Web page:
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NMN Clinical Trials and Results

The scientific world has banked lots of hope on recent NMN Clinical Trials and Results testing the molecule nicotinamide mononucleotide, or NMN, as a potential breakthrough for treating age-related diseases. Indeed, several previous studies have suggested that raising the levels of another related molecule, nicotinamide adenine dinucleotide (NAD+), in the body might have beneficial effects on physiology.

So this relatively new class of 'anti-aging' drugs was particularly exciting: do they work in humans? In human tests, NMN has shown decent bioavailability and good absorption into the body when given orally; it can also pass into brain tissue without being stopped by the blood-brain barrier. And most encouraging performance came from a 12-week test in which rather fragile aged Asian-faced volunteers were fed either a placebo or various amounts of oral NMN. This outcome suggests that NMN might be a viable solution to fight against sarcopenia, which is a condition characterized by muscle mass and strength loss that people typically experience with aging. The human body contains many proteins - special molecules - that allow it to function properly. Even slight changes in the expression of these 'good' proteins can lead to diseases. Sarcopenia is such a condition, and it affects millions of Americans whose bodies are partially replaced by prosthetics because they've lost so much muscle mass. But what if we could reverse that with medicine instead of exercise or physical therapy?

NMN Regulatory and Anti Aging Studies

The growing interest in its potential anti-aging benefits has regulatory bodies taking a closer look at NMN products. The FDA, for instance, has not approved NMN as a therapeutic agent and requires more research to show NMN's safety and efficacy. By comparison, Japan is more open to the idea of aging pre-molecules like NMN and allows Japanese consumers to access various types of supplements that contain it - and the market there is consistently growing. As you might expect, these kinds of differences in how different countries govern their health industries color how companies present information about their products.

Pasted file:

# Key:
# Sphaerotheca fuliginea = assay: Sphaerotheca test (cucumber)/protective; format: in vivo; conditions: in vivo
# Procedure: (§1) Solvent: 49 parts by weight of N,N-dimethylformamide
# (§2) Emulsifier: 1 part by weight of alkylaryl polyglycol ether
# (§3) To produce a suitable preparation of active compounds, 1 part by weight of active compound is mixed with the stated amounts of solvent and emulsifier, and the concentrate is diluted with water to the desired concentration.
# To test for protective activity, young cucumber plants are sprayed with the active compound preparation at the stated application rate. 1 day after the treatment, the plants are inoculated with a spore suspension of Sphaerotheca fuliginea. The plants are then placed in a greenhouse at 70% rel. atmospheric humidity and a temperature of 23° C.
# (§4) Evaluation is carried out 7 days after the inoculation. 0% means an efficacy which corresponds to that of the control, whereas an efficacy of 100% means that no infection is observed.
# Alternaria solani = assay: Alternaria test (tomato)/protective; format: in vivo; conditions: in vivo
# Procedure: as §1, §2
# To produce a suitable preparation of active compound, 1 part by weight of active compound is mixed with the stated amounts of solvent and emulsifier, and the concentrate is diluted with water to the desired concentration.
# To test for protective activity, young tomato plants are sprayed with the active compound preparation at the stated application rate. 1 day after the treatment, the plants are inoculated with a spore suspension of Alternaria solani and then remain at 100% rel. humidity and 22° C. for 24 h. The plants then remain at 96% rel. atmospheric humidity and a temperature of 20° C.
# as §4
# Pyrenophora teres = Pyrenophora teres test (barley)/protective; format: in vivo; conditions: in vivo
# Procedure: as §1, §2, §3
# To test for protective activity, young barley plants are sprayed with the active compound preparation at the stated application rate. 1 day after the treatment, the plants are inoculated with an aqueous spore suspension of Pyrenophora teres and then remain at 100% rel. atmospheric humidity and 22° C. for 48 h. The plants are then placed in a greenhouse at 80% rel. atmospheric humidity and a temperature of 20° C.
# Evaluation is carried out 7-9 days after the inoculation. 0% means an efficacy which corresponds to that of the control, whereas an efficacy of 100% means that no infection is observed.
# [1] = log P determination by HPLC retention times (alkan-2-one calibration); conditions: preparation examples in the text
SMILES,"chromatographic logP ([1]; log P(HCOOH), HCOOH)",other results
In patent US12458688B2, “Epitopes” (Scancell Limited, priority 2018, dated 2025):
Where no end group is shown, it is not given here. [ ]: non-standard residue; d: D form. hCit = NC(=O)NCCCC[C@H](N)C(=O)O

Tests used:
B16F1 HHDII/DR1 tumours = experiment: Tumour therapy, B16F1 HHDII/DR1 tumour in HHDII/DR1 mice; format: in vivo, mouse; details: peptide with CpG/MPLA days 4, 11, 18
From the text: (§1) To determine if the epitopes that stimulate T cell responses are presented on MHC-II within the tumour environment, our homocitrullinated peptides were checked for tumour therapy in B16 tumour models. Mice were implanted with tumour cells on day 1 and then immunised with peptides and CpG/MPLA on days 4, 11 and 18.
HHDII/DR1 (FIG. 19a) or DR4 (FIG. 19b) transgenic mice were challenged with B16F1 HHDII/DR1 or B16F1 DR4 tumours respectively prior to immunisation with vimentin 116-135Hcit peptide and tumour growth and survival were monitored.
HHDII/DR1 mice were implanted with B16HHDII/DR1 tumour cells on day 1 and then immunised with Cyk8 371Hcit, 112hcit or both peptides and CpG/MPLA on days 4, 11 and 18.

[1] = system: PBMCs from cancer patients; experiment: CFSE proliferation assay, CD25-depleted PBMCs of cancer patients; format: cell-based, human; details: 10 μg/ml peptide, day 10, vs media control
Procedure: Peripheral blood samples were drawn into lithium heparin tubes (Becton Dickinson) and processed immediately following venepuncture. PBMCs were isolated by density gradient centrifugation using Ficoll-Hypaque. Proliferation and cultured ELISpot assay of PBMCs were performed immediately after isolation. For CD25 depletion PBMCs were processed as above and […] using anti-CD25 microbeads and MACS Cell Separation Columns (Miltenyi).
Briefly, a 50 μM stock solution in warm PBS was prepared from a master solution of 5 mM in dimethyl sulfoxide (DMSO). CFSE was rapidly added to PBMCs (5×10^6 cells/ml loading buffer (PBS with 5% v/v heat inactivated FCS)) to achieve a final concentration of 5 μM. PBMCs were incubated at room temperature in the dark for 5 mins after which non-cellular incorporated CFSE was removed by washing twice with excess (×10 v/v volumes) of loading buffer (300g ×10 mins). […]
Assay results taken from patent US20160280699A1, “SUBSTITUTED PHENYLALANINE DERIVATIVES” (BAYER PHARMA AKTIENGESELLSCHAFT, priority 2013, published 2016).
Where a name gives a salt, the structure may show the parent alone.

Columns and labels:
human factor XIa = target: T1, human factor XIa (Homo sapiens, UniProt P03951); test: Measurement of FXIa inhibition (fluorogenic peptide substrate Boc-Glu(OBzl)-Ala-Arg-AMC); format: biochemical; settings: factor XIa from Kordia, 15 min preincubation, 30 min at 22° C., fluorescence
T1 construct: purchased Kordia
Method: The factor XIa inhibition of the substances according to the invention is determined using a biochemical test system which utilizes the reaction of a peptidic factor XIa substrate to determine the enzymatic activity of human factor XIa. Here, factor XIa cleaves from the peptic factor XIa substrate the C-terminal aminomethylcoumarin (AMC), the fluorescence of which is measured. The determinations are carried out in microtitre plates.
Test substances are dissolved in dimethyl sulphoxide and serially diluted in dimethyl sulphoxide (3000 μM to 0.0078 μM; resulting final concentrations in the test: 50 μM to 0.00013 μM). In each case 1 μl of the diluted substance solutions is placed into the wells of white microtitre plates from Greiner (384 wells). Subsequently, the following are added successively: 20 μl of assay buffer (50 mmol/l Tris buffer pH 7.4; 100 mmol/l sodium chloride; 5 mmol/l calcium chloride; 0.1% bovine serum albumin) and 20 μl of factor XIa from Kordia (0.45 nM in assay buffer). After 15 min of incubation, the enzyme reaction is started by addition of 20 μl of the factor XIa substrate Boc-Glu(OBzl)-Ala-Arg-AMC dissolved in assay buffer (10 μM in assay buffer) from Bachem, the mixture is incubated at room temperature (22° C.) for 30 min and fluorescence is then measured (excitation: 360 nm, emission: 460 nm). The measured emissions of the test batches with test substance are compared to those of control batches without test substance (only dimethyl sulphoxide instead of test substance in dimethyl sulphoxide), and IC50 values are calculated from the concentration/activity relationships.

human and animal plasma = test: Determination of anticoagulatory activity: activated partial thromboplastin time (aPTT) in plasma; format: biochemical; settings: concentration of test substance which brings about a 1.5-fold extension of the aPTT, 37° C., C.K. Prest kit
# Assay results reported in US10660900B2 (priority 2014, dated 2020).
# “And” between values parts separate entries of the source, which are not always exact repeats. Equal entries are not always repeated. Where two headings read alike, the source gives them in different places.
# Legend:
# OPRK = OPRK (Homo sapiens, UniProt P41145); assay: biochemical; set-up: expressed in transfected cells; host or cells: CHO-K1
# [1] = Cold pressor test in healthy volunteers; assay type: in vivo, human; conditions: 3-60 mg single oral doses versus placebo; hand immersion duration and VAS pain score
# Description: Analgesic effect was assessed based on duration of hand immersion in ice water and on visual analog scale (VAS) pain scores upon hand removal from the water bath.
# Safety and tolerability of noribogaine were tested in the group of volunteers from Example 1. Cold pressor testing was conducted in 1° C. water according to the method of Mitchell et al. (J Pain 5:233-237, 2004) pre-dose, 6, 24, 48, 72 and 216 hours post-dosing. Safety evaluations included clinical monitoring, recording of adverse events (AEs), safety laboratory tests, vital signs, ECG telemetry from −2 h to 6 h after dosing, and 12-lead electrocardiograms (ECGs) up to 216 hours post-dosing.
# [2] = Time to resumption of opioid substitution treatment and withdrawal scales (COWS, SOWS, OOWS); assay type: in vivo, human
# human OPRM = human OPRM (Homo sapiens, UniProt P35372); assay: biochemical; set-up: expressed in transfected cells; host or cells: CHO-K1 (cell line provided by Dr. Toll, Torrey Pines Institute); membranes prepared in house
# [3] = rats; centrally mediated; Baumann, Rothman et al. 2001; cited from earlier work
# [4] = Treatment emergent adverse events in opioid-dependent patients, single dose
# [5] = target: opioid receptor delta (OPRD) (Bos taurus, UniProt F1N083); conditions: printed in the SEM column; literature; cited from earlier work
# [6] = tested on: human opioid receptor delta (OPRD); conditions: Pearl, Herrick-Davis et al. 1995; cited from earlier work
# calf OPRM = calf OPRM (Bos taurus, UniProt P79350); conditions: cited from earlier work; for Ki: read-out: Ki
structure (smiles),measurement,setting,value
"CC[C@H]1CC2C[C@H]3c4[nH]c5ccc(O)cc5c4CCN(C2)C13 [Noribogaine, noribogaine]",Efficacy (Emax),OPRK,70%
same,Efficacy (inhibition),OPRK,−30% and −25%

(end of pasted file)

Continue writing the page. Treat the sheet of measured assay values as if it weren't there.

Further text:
And also raises concerns about the long-term safety and reliability of these dietary supplements. When you consider human clinical trials for anti-aging products, you are probably going to think in terms of textbooks that line library shelves. After all, such tomes contain the kind of information that makes physiology straightforward and easily understandable. But when a company says it has found a way to turn back the clock - specifically, by using NAD+ precursors in this case - shouldn't we expect more fact than fantasy? Even though the findings are preliminary, they are quite promising and have increased interest in NAD+ precursor research.

Studies with older adults have shown that giving them a supplement for half a year can substantially improve their overall physiology. In the study mentioned above, which involved 10 older adults, scientists found that the 'health markers' of those participants noticeably improved over the six months they were given the supplement. The directly measured change was 30 to 40 percent; how far we can stretch that span of health holds great potential for many more so-called 'youngish' diseases (cancer, diabetes, etc.) being reversed.

The scientific community is understanding more and more about what NMN might be able to do, and that will help the regulatory authorities in making informed decisions regarding the guidelines for NMN. And so, we move forward. But let's not get ahead of ourselves.

What could happen in the next few years if things go according to plan? Well, as NMN Regulatory and Anti Aging Studies continue to evolve - it affects NAD+ metabolism and how NAD+ affects cellular processes - we should gain a clearer picture of what kind of benefits (if any) NMN might confer when used as an investigational therapeutic agent.

With more reliable and effective products on the market, backed by scientific evidence, we can expect to see real results in the way NMN supplements help people retain youth and fight age-related diseases.


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We source all of our NMN from the same guys that supplied David Sinclair's Harvard research team.